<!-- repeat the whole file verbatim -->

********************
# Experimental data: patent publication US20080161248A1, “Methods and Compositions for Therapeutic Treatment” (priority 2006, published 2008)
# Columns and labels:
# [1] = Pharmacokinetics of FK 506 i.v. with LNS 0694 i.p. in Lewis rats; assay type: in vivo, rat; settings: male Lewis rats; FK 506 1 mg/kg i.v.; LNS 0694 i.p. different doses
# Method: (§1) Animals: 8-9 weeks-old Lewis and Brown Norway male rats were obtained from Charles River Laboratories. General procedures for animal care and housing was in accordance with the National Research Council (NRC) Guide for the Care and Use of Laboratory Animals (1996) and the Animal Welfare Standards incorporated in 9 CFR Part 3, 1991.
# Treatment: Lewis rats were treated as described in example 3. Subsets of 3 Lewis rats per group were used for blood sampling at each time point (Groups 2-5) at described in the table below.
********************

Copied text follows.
# Experimental data: patent publication US20080161248A1, “Methods and Compositions for Therapeutic Treatment” (priority 2006, published 2008)
# Columns and labels:
# [1] = Pharmacokinetics of FK 506 i.v. with LNS 0694 i.p. in Lewis rats; assay type: in vivo, rat; settings: male Lewis rats; FK 506 1 mg/kg i.v.; LNS 0694 i.p. different doses
# Method: (§1) Animals: 8-9 weeks-old Lewis and Brown Norway male rats were obtained from Charles River Laboratories. General procedures for animal care and housing was in accordance with the National Research Council (NRC) Guide for the Care and Use of Laboratory Animals (1996) and the Animal Welfare Standards incorporated in 9 CFR Part 3, 1991.
# Treatment: Lewis rats were treated as described in example 3. Subsets of 3 Lewis rats per group were used for blood sampling at each time point (Groups 2-5) at described in the table below.